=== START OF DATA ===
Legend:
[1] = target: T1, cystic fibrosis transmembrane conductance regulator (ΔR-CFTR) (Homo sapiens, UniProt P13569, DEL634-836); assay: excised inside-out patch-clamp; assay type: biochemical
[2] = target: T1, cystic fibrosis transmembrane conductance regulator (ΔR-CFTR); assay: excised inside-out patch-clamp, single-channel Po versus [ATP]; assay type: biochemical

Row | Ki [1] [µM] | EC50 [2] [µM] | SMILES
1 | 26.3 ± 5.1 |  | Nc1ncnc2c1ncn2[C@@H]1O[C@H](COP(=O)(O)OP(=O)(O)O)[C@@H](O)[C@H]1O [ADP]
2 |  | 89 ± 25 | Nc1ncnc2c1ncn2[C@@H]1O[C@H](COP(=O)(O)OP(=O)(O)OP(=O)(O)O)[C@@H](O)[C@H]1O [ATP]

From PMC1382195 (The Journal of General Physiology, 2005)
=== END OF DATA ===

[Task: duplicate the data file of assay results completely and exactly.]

Legend:
[1] = target: T1, cystic fibrosis transmembrane conductance regulator (ΔR-CFTR) (Homo sapiens, UniProt P13569, DEL634-836); assay: excised inside-out patch-clamp; assay type: biochemical
[2] = target: T1, cystic fibrosis transmembrane conductance regulator (ΔR-CFTR); assay: excised inside-out patch-clamp, single-channel Po versus [ATP]; assay type: biochemical

Row | Ki [1] [µM] | EC50 [2] [µM] | SMILES
1 | 26.3 ± 5.1 |  | Nc1ncnc2c1ncn2[C@@H]1O[C@H](COP(=O)(O)OP(=O)(O)O)[C@@H](O)[C@H]1O [ADP]
2 |  | 89 ± 25 | Nc1ncnc2c1ncn2[C@@H]1O[C@H](COP(=O)(O)OP(=O)(O)OP(=O)(O)O)[C@@H](O)[C@H]1O [ATP]

From PMC1382195 (The Journal of General Physiology, 2005)